City Hall is well on its way to requiring developers to help pay for affordable apartments, the governor recently signed legislation that could lead to $4 billion in new housing funds, and a slew of new units downtown has goosed the vacancy rate and slowed rent increases.

But the just-released 2017 USC Casden Real Estate Economics Forecast finds that these events are but glimmers of hope in a world where rents will continue to grow and the vacancy rate will continue to shrink, if only by a hair. Report co-author Richard K. Green, chair of USC's Lusk Center for Real Estate, says the dark forecast is a symptom of Los Angeles' role as a crossroads of the contemporary world.

“One thing about global cities is they're all expensive,” he says. “New York, London, Sydney — you'll never build enough to meet the demand of a successful city.”

The forecast calls for Los Angeles County rents to increase by an average of $136  a month by 2019. In Orange County, that figure is $149; for San Diego, it's $121. L.A.'s average rent will go from $2,237 to $2,373, according to the report.

L.A. County's vacancy rate, which reflects the slice of rentals open to new residents, will actually decrease slightly, from 3.94 percent now to 3.91 percent in two years, researchers, who included a team from private firm Beacon Economics, concluded.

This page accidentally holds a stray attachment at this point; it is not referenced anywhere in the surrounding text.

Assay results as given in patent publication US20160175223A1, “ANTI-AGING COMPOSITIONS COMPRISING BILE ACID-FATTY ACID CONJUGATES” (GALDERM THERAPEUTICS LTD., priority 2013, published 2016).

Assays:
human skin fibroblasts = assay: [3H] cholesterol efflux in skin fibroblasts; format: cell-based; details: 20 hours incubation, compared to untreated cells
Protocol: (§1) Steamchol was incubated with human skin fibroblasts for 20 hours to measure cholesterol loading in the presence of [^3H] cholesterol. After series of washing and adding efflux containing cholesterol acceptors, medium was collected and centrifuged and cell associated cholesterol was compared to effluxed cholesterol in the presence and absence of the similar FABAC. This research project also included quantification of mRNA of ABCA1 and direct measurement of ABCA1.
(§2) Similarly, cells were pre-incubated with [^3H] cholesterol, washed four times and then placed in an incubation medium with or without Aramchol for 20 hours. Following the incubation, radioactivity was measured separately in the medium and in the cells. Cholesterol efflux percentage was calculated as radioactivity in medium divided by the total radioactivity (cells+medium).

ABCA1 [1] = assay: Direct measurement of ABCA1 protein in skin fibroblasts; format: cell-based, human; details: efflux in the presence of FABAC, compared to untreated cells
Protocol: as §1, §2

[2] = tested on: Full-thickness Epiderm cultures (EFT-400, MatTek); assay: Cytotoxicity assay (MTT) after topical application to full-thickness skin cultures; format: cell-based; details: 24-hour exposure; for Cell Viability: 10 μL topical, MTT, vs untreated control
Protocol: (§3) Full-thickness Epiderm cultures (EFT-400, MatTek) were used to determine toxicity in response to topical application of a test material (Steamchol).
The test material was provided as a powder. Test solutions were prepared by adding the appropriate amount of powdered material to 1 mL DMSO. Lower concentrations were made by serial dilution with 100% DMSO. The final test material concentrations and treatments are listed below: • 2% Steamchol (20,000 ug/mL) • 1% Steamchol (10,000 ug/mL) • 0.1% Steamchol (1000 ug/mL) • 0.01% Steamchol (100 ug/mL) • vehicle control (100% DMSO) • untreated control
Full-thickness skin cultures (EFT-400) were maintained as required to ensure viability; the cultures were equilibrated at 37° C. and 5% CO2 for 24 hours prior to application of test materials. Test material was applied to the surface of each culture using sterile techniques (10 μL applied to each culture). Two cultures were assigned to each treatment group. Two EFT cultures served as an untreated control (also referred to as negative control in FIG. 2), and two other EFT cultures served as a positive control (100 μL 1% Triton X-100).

“While the county effectively reached full employment in 2017 — an unemployment rate of 4.5 percent — the economy has advanced at a somewhat subdued pace,” according to a summary.  “Population increases combined with more millennials entering their late 20s and early 30s will drive multifamily demand as home ownership remains low.”

If high rents are a sign of a healthy economy, they can also be a warning that these go-go times could come to a halt. Housing experts have warned that L.A.'s rents are so out of reach they could dissuade startups and out-of-state companies seeking to set up shop here. In fact, it has been reported that a key reason behind Toyota's move from Torrance to Texas was that its local workers could no longer afford to live in Greater Los Angeles.

“The high cost of housing is a huge challenge for employers attempting to recruit out-of-state talent,” forecast co-author Christopher Thornberg of Beacon Economics said in a statement.

Lusk Center director Green says there are only two solutions: Build more housing and subsidize rent for those who can't afford it. “If you want to have people here to do the jobs we need, you'll also need subsidies,” he says.

Action from state legislators and City Hall to underwrite affordable housing development is a start, he says, but “it almost certainly is not enough.”

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